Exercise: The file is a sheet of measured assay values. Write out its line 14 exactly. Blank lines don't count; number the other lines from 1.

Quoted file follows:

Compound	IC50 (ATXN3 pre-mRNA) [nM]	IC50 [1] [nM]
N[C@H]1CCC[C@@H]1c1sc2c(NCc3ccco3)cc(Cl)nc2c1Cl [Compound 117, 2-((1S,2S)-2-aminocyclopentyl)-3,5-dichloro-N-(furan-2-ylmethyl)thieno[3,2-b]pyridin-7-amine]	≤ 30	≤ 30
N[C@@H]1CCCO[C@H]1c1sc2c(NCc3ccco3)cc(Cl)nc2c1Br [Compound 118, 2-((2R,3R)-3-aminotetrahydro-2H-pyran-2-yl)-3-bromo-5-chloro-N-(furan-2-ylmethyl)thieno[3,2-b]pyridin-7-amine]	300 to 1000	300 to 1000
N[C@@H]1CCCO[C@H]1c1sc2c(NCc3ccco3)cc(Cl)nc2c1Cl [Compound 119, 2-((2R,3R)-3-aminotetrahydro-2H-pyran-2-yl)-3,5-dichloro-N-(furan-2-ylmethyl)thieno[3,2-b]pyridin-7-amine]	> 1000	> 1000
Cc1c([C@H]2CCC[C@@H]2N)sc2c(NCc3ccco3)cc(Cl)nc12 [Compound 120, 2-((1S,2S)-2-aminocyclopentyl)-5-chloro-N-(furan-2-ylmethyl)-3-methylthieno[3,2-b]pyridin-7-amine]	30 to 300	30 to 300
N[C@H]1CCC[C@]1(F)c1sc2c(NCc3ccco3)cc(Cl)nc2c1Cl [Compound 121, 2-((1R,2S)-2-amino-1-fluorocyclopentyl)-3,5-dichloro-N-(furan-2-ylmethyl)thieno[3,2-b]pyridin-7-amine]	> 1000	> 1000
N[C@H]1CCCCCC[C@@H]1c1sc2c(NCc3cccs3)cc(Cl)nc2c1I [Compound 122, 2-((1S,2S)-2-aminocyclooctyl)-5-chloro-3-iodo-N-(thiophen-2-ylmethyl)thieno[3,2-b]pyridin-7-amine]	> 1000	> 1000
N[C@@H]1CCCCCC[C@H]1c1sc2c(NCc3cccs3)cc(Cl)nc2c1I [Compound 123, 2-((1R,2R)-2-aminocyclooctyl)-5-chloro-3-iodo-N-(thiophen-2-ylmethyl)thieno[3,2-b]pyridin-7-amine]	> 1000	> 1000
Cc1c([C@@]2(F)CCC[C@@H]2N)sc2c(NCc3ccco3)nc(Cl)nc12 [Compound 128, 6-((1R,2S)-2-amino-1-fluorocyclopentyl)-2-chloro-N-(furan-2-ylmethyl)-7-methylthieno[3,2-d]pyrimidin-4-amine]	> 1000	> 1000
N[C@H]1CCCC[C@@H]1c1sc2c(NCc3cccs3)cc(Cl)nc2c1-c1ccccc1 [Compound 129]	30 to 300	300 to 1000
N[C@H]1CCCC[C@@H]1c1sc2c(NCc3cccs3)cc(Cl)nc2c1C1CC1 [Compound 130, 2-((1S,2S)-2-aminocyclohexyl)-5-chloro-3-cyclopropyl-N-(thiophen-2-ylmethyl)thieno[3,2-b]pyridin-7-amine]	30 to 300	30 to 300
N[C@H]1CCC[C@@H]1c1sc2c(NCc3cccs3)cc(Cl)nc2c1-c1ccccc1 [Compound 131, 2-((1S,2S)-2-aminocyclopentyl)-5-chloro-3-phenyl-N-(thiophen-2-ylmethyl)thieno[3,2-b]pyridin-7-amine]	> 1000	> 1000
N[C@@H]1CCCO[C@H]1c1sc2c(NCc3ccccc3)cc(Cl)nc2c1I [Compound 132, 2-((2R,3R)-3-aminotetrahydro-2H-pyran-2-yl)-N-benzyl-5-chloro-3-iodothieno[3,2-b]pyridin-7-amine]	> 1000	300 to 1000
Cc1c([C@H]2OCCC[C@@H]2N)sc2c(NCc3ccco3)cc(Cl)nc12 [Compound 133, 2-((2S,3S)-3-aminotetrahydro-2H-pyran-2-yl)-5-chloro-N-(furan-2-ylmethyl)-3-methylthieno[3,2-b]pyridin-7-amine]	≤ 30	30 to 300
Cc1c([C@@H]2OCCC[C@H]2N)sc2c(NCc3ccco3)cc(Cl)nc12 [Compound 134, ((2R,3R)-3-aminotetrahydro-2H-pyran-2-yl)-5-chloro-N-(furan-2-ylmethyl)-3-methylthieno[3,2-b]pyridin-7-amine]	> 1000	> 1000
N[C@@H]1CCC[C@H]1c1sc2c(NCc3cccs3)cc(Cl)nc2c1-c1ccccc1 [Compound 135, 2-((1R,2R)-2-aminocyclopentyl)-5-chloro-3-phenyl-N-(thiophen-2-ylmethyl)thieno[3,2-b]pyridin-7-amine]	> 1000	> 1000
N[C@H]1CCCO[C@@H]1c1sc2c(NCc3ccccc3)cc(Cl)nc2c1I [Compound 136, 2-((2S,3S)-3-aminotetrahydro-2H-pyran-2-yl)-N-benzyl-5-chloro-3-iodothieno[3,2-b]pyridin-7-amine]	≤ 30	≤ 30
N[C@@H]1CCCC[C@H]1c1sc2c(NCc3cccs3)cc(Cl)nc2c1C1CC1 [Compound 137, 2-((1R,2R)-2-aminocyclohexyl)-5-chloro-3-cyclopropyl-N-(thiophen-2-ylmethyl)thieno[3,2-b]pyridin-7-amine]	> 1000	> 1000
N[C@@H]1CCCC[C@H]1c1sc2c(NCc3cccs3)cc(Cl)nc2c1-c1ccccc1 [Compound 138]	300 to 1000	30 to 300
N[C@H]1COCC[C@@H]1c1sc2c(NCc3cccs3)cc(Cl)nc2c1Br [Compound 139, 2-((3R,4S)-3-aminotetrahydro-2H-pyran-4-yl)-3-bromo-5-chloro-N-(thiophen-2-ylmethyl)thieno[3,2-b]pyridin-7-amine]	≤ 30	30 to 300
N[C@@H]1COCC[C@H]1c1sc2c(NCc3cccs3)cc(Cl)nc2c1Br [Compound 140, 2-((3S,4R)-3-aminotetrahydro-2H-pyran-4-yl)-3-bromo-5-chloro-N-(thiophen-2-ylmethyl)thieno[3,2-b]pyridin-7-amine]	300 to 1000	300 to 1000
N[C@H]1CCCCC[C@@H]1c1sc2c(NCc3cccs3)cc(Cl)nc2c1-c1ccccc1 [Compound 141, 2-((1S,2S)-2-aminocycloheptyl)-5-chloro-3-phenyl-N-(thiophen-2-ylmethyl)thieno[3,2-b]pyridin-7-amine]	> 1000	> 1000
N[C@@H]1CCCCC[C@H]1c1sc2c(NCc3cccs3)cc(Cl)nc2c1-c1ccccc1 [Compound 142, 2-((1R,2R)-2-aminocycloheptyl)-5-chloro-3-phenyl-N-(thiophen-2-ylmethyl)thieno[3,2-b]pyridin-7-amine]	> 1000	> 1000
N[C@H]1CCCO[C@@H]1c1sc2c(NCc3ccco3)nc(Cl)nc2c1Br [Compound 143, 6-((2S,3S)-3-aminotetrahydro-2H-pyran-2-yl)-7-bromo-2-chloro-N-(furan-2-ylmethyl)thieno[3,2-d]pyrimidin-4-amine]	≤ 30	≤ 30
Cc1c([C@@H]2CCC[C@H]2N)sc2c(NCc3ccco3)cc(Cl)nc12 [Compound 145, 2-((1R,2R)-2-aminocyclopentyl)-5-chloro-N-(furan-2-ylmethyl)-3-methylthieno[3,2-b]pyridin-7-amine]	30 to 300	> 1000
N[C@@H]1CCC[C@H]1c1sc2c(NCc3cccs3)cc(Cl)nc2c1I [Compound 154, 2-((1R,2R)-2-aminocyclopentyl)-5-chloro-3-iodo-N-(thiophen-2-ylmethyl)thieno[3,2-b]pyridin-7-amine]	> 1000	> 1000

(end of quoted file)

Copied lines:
Cc1c([C@H]2OCCC[C@@H]2N)sc2c(NCc3ccco3)cc(Cl)nc12 [Compound 133, 2-((2S,3S)-3-aminotetrahydro-2H-pyran-2-yl)-5-chloro-N-(furan-2-ylmethyl)-3-methylthieno[3,2-b]pyridin-7-amine]	≤ 30	30 to 300